Pyongyang has demonstrated its ability to produce hydrogen-3, a radioactive isotope of hydrogen also known as tritium that’s “necessary for a hydrogen bomb to create fusion,” a Stanford University professor said Tuesday, APA reports quoting Sputnik.
“The evidence is quite clear,” professor Siegfried Hecker told Yonhap News Agency on June 27, “that North Korea is able to produce tritium,” based on their experience making lithium-6, a central component for creating hydrogen-3. Since the North Korean military can create tritium, they have the “basic element” needed for thermonuclear weapons like the H-Bomb, Hecker said.
However, “it takes much more than that to weaponize hydrogen bombs,” the nuclear scientist said. North Korean leader Kim Jong-un has long made clear, however, his intention to develop a nuclear weapon regardless of pressures or sanctions from the international community.
Fusion combines hydrogen isotopes in a reaction that produces more energy, which causes other hydrogen atoms to merge; the process escalates by orders of magnitude. The earth’s sun is a natural fusion reactor, for example.
When Pyongyang was beating the war drums in March 2016, DPRK Today reported that Pyongyang had an H-Bomb “much bigger than the one developed by the Soviet Union.” If the warhead were attached to an intercontinental ballistic missile, North Korean officials threatened, it would “fall on Manhattan in New York City, [and] all the people would be killed there instantly.”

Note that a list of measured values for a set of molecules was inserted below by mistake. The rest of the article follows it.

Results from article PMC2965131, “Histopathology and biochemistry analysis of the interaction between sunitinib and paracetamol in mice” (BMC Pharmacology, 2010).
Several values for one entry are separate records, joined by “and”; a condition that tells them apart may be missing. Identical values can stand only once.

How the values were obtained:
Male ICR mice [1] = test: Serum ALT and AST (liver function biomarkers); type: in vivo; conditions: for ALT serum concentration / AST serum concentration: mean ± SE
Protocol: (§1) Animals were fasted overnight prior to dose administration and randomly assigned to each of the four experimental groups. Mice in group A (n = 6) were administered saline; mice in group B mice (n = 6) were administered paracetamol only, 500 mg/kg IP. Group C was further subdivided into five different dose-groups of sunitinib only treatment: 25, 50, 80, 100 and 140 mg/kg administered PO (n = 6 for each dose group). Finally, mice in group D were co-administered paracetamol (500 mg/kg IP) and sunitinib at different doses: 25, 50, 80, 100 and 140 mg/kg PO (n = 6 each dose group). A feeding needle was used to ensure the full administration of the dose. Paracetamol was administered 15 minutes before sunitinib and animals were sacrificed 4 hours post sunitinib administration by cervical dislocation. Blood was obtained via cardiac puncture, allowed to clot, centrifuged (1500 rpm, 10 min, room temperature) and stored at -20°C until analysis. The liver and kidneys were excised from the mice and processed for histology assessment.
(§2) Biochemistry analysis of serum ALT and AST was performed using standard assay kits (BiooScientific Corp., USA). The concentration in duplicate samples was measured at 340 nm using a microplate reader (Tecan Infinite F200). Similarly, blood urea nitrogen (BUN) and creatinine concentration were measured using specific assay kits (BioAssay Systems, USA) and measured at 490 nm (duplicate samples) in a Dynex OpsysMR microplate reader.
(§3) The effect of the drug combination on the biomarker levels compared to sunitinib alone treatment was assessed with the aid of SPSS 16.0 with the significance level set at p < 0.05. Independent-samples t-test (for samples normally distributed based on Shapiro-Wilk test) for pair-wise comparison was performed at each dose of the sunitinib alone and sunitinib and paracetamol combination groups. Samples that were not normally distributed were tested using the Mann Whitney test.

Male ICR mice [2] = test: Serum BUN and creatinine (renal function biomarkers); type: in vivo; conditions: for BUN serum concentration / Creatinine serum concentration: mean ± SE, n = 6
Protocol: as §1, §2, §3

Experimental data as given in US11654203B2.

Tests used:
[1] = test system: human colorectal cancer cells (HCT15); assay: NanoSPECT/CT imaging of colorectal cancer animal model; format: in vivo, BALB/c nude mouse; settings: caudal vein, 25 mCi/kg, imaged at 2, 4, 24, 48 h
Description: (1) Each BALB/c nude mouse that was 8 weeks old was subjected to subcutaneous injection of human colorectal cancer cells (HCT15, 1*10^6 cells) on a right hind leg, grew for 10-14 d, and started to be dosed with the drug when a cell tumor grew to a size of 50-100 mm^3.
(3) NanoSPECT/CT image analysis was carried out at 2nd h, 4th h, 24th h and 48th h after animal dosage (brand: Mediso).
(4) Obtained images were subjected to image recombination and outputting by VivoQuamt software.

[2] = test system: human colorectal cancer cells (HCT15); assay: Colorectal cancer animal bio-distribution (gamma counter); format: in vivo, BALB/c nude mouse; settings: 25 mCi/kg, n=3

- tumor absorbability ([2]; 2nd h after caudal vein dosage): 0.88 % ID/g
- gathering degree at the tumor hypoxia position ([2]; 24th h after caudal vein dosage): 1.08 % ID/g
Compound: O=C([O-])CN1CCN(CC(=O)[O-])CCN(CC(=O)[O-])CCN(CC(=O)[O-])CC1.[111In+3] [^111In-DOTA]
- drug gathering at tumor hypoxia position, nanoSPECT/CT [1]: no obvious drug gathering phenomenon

Hecker has estimated the DPRK’s nuclear warhead stockpile to stand at about 25, according to Yonhap, and he thinks the North Koreans can likely churn out about six to seven more each year.
Days after Moon Jae-in replaced South Korean President Park Geun-hye, Pyongyang tested a medium-range ballistic missile that US analysts said showed unprecedented progress in North Korea’s ballistic missile development.
“North Korea’s latest successful missile test represents a level of performance never seen before from a North Korean missile,” aerospace specialist John Schilling wrote for 38 North, a website maintained by the US-Korea Institute at Johns Hopkins School of Advanced International Studies.
Pyongyang isn’t naïve, Schilling noted, and thus might not test an intercontinental ballistic missile (ICBM) publicly even if it were capable of carrying out such a test. Medium-range ballistic missile tests can be useful for developing the components that go into ICBM technology, the analyst said, noting “the possible testing of ICBM subsystems in this low-key manner may be a North Korean hedge.”